If anyone understands the importance of first impressions, it’s Britney Spears. When her debut single, ” . Baby One More Time,” was released in 1998 to the teeming masses of American pre-teens, it rocketed Spears to the top of the charts and international stardom. Spears’ entire career was built on that tremendous first impression.
So it’s surprising that her so-called comeback album, “Blackout”, starts off on such a bad foot: the first five seconds consist of Spears stating defiantly, “It’s Britney, b****!”
With such an insufferable introduction – and referring to herself in the third person, no less – it would be easy to give “Blackout” one of five stars and call it a day. But that wouldn’t be fair to a Grammy Award-winning artist who has sold over 80 million records and earned so many die-hard fans.
It also wouldn’t be fair to judge the album based on Britney’s often tumultuous and all-too-public personal life. It is, after all, about the music.
Then again, “Blackout” finds Britney facing her portrayal in the tabloids head on. On the impossibly catchy “Piece of Me,” she declares, “I’m Ms. Bad Media Karma / Another day, another drama.”
Perhaps propelled by righteous indignation, Britney uses this song to assert her vocal presence as well. Her often-distorted voice is irresistibly strong, sassy and sexy. Most of all, it’s confident: when she wails, “you want a piece of me,” it isn’t a question, but a statement.
Complete with a thumping beat and sweeping synthesizers, the track is a perfect slice of dance-pop fun and it’s not alone. Songs like “Gimme More” and “Radar” remind us how Britney became a pop-superstar in the first place.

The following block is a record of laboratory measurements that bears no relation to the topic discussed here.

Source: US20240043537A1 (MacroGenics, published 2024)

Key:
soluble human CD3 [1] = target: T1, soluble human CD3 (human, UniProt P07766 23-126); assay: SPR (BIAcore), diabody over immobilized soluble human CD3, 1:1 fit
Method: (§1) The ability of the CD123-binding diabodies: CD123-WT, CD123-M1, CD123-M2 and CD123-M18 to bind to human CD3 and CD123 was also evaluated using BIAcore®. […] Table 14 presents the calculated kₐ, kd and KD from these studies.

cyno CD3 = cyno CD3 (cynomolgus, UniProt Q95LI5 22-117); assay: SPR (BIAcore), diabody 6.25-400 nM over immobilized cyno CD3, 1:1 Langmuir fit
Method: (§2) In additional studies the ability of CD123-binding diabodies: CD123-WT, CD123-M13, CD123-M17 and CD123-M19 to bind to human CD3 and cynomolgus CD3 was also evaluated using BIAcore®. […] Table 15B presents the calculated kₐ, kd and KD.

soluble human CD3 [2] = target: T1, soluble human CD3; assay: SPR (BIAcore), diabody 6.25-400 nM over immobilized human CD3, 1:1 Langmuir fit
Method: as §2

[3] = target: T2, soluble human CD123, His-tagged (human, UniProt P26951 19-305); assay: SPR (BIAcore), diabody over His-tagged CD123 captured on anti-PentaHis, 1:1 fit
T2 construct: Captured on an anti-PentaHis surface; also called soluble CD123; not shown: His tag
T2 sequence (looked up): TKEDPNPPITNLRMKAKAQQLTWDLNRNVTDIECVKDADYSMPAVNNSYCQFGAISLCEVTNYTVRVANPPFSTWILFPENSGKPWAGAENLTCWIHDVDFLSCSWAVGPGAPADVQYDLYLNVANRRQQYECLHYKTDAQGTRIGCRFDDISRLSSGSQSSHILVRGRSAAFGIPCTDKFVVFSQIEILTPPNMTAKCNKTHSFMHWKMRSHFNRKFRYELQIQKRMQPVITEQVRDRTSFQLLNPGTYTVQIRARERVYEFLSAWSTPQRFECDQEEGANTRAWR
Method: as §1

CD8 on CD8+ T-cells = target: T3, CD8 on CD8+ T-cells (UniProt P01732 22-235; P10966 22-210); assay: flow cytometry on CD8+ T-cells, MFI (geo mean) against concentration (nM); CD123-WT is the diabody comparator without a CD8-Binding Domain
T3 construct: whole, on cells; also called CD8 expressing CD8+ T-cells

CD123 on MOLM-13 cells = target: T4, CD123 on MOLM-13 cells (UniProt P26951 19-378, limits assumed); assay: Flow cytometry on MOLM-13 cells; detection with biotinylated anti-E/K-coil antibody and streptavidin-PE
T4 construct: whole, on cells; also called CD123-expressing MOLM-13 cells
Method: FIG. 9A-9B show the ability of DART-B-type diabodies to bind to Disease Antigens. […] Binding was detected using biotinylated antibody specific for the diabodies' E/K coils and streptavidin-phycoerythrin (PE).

But all of the best songs on “Blackout” are stuffed into the very beginning of the album – it’s almost like Britney didn’t even expect us to listen to the whole thing.
And really, there’s no reason to. Midway through “Blackout,” it all starts to sound the same. Quite frankly, one album can only handle so many synth riffs, echoes and handclaps.
The music might be stale, but the lyrics, which Spears co-wrote, are positively vapid. On the raunchy “Perfect Lover,” Britney sings inanely, “My body feels like an inferno / Like I’m running a race and I’m jumping the hurdles.”
Of course, nobody was expecting lyrical subtlety from a Britney Spears album. The only reasonable expectation on Britney is that she makes simple, carefree pop music that’s fun to dance to – and that’s exactly what “Blackout” delivers.
In a year full of scandals and missteps, “Blackout” manages to not be an embarrassment, and at this point in Britney Spears’ career that’s a small victory in and of itself.
Verve writer Nick Scheidies can be reached at firstname.lastname@example.org.